*

For my final in Dystopian Literature, I make an 8mm movie. I shave my actors' heads and cover them in fried eggs. I steal skinned deerheads from the taxidermist's dumpster. I paste headlines about nuclear war onto The New York Times. I feed everyone Dunkin' Donuts. But I loaded the film wrong, and the entire reel comes back blank, except for a shot of the paper, falsely declaring the end is nigh.

*

The office worker meets her fellow alums at a bar with deer antler chandeliers. A hurricane is about to hit New Orleans. Everyone watches the televisions as if their careful attention can avert disaster. The model walks in. There's something different about her eyes, or maybe the way she walks. The office worker rushes up to her and asks if she's okay. "I'm good," the model laughs, in a voice that's not quite right. Something metallic glints in her eye, but her skin is warm as they embrace. "So, what's your story?"

*

The werewolf wakes up naked, lying in a parking lot. Next to her, a human foot is dangling out of a car door. The foot is marble-white, lined with tufts of dark hair. Another foot lies on the ground, bloody and lonesome. The vampire is nowhere to be found. It's just her, on the other side of a big, fat, yellow line.

*

The boy who dressed as Lou Reed gives an interview to the alumni magazine. The interviewer asks why he doesn't make protest music. He points out that Bob Dylan and Dick Cheney were born in the same year. He'd be better off joining the Pentagon and playing the long game.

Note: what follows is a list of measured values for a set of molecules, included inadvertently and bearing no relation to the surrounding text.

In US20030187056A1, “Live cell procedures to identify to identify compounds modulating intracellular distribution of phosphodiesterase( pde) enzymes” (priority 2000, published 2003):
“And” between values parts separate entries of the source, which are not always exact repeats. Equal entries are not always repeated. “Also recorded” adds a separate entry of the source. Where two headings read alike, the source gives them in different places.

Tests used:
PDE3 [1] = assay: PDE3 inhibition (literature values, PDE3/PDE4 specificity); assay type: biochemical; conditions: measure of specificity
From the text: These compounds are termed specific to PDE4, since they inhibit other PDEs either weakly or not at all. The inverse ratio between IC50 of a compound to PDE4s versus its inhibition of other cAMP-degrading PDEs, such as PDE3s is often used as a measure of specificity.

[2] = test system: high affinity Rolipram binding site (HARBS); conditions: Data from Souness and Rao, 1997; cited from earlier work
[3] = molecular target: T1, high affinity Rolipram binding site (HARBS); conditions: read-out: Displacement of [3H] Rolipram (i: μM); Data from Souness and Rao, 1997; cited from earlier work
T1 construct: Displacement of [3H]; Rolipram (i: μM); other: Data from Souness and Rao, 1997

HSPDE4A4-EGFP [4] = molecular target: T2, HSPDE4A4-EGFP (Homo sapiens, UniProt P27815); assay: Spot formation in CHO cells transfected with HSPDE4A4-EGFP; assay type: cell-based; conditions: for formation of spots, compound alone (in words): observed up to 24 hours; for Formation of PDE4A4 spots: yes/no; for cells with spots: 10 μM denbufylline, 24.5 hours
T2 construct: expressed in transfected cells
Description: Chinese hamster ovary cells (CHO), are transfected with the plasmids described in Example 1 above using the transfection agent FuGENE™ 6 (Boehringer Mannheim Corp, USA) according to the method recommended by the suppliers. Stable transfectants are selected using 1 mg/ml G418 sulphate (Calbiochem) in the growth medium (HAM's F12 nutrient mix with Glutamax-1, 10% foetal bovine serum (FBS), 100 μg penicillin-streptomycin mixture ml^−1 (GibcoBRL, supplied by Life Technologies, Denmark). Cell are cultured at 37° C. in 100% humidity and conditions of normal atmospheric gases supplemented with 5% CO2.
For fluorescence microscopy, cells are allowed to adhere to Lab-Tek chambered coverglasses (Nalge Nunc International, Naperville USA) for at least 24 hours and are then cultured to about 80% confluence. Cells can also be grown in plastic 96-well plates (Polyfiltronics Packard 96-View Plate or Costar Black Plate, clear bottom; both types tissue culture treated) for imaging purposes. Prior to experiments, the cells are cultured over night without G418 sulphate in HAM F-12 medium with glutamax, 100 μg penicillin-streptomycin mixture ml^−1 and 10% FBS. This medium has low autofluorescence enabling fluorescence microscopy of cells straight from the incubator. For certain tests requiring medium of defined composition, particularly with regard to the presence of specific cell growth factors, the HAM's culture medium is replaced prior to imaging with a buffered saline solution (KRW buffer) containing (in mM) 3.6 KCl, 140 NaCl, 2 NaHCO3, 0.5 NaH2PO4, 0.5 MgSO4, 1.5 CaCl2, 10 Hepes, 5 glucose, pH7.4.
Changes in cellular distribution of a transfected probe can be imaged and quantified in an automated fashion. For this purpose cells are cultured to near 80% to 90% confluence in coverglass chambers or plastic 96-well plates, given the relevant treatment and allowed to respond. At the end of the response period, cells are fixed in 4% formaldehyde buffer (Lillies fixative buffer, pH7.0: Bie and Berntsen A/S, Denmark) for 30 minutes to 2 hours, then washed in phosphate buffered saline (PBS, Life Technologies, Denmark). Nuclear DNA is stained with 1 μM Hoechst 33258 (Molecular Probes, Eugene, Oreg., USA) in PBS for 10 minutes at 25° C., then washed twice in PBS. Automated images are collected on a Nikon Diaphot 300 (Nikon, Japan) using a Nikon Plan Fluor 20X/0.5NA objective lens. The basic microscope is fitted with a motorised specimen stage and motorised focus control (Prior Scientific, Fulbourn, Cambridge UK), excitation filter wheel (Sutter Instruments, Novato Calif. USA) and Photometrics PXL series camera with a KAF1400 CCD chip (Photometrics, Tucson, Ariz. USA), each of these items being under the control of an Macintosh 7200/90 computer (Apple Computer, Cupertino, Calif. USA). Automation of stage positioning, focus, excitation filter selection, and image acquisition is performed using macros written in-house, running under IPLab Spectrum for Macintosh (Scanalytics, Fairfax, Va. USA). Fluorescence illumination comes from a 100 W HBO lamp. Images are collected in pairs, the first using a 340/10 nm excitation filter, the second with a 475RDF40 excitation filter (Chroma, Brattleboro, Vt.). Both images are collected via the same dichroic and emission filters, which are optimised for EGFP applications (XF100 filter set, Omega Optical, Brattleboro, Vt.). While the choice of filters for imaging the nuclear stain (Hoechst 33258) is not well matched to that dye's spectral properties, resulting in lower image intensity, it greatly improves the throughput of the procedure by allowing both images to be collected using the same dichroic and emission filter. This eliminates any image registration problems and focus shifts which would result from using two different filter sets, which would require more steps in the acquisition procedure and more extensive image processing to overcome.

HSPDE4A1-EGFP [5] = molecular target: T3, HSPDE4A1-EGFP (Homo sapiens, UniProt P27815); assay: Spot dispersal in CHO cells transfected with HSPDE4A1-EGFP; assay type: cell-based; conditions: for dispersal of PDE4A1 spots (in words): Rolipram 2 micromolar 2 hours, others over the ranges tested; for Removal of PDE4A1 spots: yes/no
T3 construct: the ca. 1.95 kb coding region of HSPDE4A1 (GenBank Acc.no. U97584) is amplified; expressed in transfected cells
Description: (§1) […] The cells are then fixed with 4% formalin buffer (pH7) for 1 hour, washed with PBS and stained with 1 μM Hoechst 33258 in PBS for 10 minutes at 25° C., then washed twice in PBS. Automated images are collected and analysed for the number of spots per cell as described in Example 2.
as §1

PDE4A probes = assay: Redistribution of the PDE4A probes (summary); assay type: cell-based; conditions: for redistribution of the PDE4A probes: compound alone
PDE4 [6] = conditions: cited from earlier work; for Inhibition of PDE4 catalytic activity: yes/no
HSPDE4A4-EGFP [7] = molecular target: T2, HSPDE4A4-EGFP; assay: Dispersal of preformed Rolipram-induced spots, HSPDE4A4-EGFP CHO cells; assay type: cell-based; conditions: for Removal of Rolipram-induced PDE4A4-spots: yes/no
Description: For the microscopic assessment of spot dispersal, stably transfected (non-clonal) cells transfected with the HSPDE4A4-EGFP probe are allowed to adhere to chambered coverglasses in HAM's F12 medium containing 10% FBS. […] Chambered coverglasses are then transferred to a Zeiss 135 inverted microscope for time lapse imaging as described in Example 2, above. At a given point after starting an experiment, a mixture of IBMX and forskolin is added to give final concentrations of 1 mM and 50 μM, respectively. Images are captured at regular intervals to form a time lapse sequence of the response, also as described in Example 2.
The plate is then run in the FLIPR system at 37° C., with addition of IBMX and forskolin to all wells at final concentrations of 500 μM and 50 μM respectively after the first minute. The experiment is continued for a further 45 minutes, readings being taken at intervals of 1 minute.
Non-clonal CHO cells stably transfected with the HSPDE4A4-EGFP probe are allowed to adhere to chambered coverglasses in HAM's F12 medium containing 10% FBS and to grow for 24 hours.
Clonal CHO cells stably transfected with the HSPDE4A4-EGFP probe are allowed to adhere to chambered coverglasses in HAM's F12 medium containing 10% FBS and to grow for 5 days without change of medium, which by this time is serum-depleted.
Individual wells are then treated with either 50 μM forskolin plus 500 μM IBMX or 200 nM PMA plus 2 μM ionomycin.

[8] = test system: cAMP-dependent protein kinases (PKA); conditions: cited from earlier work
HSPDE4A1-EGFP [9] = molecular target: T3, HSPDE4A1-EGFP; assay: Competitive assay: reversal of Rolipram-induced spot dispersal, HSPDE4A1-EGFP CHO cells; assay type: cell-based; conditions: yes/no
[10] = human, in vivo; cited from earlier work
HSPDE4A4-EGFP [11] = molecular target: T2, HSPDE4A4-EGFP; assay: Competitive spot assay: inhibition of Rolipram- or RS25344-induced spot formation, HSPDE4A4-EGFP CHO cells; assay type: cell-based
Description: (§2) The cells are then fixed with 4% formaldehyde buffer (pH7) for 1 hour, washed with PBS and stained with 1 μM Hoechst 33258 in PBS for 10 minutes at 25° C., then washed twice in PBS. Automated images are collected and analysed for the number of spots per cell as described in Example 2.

*

You are the only one left on the island. The production crew fled weeks ago after they were beset by animal attacks. You hate them, but sometimes you pretend they are still here, judging you, dangling a prize. Your ammo stayed dry, and you think you can pull the trigger with your claws. Tomorrow is the full moon. Something stomps in the forest. It roars.

*

The last week of school I spend in my room drinking whiskey and reading science fiction. The sun is too bright, and everyone's acting like there's nothing wrong. One afternoon, a boom in the distance announces that the first bombs have started to fall. Then I see lightning. Rain.

I call my mother and start to cry. She tells me when I was a baby she thought Reagan would kill us all. "I used to rock you and plan on how I'd keep you alive. It's okay, baby. Here you are."